08 September 2012

Chad Deity enters the Aurora, elaborately

A couple of Thursdays ago I was in Berkeley seeing a play with an all-female cast and then the Tuesday after I was back in Berkeley seeing a play with an all-male cast. It seems as if there should be some larger cultural meaning to this, but I don't think there is; I think it's merely one of those odd striking coincidences that look significant but are just haphazard. Both plays actually dealt more with class and cultural grouping than with gender.

Anyway the play with the all-male cast was The Elaborate Entrance of Chad Deity, a very recent (2010) work by Kristoffer Diaz, directed by Jon Tracy at the Aurora. It's set in the world of professional wrestling, so right there I'd like to commend the Aurora for taking it on, as I'm doubtful most of their regular audience has ever seen any wrestling matches outside of Orlando and Charles in As You Like It. Back when I lived in Boston the two main local companies were the Huntington, near Symphony Hall in Boston, and ART, the American Repertory Theater, in Harvard Square. The latter had the reputation as the more daring and experimental theater, but I used to disagree when people would say this, on the grounds that it was more daring for the Huntington to present Congreve to their more mainstream audience than it was for ART to present Beckett and Ionesco to their Harvard crowd. A play that takes professional wrestling as its prism on American life is as they say these days outside the wheelhouse of the typical Aurora audience. But most of them seemed not only open to it but to enjoy it thoroughly, though there were a couple of defections at intermission. One woman near me who was enjoying the show but hadn't been to the theater before asked me if this play was typical of what the Aurora did. I said, "Well, they're saying 'fuck' a lot more often than they do in most of the plays here," which amused her, as it was intended to.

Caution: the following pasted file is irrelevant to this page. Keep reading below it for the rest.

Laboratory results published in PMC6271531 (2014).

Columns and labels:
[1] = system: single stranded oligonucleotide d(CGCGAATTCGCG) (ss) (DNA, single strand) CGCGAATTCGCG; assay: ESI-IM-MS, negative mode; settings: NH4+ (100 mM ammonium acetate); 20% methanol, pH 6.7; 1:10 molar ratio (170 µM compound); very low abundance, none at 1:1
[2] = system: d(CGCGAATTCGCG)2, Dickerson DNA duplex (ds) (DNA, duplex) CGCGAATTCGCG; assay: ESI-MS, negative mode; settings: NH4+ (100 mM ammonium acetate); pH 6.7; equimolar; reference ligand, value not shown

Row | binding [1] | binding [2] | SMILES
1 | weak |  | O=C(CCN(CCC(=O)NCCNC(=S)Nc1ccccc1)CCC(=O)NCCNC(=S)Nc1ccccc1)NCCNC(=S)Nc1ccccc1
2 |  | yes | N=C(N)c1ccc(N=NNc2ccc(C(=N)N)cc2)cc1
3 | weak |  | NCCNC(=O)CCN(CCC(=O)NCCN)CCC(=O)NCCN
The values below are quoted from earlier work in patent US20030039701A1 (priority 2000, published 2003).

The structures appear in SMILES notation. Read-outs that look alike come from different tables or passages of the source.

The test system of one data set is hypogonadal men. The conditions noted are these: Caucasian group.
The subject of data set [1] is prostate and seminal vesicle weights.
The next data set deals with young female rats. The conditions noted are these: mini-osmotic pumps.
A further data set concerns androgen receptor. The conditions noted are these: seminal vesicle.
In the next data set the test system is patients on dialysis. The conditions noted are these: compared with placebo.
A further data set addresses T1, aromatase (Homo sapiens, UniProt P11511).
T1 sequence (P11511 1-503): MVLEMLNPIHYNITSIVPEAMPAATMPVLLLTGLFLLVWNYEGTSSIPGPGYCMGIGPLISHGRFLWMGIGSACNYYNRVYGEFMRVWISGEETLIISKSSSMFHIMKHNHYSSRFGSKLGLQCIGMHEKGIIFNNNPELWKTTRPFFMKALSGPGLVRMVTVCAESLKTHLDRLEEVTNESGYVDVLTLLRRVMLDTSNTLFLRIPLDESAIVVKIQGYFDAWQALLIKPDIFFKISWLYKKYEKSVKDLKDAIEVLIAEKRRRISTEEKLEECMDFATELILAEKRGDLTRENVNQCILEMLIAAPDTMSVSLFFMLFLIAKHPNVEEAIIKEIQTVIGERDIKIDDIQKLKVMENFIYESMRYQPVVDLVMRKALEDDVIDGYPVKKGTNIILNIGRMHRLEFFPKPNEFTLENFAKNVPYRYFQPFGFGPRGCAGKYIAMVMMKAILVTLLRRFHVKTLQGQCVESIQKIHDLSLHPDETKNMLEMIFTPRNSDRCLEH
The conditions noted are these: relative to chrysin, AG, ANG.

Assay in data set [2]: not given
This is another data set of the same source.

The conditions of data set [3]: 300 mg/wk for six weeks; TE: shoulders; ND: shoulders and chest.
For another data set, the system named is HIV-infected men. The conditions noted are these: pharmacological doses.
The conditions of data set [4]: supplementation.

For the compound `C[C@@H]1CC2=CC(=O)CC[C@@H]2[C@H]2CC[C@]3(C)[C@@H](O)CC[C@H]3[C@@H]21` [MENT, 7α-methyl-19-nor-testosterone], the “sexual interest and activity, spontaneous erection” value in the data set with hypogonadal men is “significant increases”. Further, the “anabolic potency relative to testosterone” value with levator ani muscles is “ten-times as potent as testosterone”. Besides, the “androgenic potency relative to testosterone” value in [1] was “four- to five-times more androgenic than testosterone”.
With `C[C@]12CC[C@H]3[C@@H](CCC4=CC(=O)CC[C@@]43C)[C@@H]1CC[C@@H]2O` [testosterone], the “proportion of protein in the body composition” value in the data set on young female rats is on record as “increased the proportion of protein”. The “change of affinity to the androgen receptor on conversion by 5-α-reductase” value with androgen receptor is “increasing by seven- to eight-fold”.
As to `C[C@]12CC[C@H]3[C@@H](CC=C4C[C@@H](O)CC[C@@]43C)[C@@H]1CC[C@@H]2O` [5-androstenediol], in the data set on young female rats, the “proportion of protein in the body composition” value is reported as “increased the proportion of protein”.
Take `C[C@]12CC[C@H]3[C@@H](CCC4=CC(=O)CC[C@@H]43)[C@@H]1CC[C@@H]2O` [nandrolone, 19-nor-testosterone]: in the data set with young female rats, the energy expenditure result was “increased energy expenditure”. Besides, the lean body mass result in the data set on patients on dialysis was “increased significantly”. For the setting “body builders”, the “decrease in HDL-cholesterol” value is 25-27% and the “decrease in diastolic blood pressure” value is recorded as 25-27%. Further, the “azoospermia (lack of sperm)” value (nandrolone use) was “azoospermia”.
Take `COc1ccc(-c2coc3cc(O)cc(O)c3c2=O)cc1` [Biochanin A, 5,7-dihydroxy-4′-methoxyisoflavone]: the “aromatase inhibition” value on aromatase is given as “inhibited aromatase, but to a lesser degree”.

If you haven't been to the Aurora before, it's a very small theater, with four rows of seats in a U-shape around a central stage. There were platforms in the back part of the stage but the central stage area was mostly taken up by a large ring. As we entered there were flashing red, white, and blue lights and flashy video projections on the back. Dave Maier, who was not only the Fight Director but also played several characters in the play, stood in the ring before the show and warmed up the crowd with a steady stream of comical patter, calling one large guy with big arms "Hercules" and pretending that a young woman was defeating him with her stare. He brought up a couple of volunteers from the audience and gave them quick, whispered instructions on a few pro-wrestling moves, which he then very convincingly pretended had knocked him flat. The first was a lanky teenage boy in a hoodie. The second was a tiny older woman who looked both fragile and enthusiastic. He gave each of them stage names. I forget what the teenager was called, but the woman had red hair - as someone shouted out, "She's a red-headed woman!", which made me think of Crown's song from Porgy and Bess - so I think he called her the Flamethrower. It was all very good-humored and cleverly brought the audience into the spirit of the world we were about to enter. (I did not have the usual dread and anxiety I have whenever I am threatened with any sort of audience participation.) The brief matches with the audience volunteers not only got the audience involved before the play even started, they actually helped illustrate a major theme of the play - how the "loser" of these scripted wrestling matches actually has to be a better wrestler and a better actor, using all his skill and knowledge to make it look as if the charismatic but less skilled hero is doing the work.